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clinical record keeping policy

This policy sets out the principles that hygeia dental care applies in the compilation and management of clinical records.

general principles

Patients’ clinical records must:

  • Be contemporaneous and dated (NB records made using the clinical software “Exact” are automatically dated by the system).
  • Record, as soon as practicable, relevant verbal communications with patients about their care and treatment.
  • Be clear, factual, accurate and comprehensive.
  • Be signed by the dentist or other practitioner, such as a hygienist or therapist.  Our records are kept using the Exact software system.  The software itself keeps a record of the person who has added or edited the notes, though we have now started adding details of the individual who made/charted a note (new as from September 2016).
  • Where not made on computer, be neat, legible and written in ink.
  • Be confined to that which is strictly necessary.
  • Not be derogatory.
  • Maintain patients’ dignity.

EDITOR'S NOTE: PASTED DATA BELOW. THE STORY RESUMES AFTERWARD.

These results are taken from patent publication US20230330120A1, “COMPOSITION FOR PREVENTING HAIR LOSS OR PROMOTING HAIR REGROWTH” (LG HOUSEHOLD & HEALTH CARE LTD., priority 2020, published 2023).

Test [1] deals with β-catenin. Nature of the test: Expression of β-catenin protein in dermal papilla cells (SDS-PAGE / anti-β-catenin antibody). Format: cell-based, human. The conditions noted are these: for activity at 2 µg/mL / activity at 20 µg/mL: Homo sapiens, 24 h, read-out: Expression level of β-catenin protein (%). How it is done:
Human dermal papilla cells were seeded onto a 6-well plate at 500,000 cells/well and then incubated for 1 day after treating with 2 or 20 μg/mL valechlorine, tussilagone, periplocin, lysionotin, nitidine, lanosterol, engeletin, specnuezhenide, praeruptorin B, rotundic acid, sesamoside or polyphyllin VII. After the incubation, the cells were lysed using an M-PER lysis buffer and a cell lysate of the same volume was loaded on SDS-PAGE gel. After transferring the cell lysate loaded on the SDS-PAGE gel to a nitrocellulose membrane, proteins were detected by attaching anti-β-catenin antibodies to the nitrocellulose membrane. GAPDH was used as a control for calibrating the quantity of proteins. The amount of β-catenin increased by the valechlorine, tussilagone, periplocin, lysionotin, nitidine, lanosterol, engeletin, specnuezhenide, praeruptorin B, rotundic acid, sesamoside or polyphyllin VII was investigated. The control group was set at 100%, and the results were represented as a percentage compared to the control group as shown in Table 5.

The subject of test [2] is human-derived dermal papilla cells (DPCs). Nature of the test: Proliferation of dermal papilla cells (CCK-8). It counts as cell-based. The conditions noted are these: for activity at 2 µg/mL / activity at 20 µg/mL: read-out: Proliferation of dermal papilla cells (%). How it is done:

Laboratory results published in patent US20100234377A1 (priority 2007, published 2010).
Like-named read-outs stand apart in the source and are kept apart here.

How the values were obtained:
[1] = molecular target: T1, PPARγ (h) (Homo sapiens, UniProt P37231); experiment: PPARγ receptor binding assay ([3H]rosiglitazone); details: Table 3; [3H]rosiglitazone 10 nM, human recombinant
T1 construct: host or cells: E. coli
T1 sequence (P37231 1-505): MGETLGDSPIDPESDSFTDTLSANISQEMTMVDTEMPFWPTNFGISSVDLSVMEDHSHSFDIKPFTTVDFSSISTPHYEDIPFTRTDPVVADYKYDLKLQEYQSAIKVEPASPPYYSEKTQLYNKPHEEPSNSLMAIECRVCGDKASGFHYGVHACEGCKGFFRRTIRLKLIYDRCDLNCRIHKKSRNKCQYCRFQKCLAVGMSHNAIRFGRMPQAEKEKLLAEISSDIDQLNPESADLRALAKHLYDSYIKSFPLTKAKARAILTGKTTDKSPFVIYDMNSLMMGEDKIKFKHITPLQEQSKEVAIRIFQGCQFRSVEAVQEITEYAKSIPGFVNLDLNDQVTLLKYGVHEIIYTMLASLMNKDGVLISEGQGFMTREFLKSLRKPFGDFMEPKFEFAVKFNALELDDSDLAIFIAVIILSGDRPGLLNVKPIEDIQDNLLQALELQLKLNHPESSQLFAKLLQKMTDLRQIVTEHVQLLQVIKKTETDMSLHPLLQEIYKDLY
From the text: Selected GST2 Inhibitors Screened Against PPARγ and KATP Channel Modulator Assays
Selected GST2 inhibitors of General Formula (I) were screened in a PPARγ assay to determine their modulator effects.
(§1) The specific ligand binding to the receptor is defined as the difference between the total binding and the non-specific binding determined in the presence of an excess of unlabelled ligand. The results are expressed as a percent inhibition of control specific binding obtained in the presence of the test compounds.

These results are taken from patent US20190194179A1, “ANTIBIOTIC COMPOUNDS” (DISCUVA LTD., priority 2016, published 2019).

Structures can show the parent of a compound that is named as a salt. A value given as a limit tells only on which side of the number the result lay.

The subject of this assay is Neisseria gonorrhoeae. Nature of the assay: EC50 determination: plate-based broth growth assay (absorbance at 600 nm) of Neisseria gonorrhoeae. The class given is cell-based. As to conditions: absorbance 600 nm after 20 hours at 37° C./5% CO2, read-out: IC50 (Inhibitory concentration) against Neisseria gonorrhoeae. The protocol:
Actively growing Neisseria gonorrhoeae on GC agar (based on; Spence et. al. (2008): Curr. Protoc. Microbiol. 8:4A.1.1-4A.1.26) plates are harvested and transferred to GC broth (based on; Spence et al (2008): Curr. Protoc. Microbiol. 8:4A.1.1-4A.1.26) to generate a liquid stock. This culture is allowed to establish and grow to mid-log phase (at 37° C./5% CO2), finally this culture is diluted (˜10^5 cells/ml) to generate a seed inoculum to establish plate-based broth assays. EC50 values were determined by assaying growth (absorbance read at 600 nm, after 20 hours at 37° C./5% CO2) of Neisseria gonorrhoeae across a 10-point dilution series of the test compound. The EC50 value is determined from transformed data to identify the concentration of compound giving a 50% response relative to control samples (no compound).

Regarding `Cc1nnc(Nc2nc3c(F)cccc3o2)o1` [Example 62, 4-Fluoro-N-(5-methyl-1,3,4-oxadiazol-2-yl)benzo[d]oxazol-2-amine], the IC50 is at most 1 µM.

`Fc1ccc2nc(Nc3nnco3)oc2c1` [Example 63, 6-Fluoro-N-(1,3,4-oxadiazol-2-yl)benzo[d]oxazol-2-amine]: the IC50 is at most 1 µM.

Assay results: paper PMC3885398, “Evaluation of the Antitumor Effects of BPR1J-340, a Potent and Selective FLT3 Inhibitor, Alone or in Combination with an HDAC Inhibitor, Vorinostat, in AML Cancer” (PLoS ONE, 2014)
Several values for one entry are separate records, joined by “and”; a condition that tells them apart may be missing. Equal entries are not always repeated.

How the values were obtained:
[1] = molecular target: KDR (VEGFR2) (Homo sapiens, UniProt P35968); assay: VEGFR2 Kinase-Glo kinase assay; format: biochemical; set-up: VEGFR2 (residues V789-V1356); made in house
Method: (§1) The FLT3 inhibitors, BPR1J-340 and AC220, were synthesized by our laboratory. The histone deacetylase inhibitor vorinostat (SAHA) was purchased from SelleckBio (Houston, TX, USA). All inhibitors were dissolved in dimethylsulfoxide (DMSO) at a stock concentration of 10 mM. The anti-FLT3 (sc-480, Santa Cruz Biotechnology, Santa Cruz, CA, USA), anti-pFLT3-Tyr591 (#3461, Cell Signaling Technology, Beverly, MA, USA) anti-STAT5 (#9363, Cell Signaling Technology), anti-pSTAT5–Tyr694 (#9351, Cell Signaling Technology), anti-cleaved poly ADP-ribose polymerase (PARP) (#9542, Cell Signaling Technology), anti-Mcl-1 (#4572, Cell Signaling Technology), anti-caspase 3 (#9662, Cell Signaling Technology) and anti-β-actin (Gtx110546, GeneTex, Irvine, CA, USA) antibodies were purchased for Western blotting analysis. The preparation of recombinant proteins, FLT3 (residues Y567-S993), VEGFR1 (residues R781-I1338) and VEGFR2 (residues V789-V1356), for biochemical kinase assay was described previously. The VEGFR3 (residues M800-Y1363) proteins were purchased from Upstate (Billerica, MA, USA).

• Be such that disclosure (refer to Confidentiality Policy and Data Protection Policy) would not be problematic.

security, confidentiality and data protection

Refer to the separate, detailed practice policies: Data Security Policy, Confidentiality Policy and Data Protection Policy.

dental imaging

At hygeia we believe that use of dental imaging, ie digital x-rays and digital intra-oral camera pictures, is an essential part of good record keeping and vital in communicating treatment needs and outcomes to patients.  We will routinely:

  • Take intra-oral camera images of areas of concern within the patient’s mouth.
  • Take periapical and bitewing x-rays in accordance with the FGDP’s criteria for selection in dental radiography (refer to our local rules).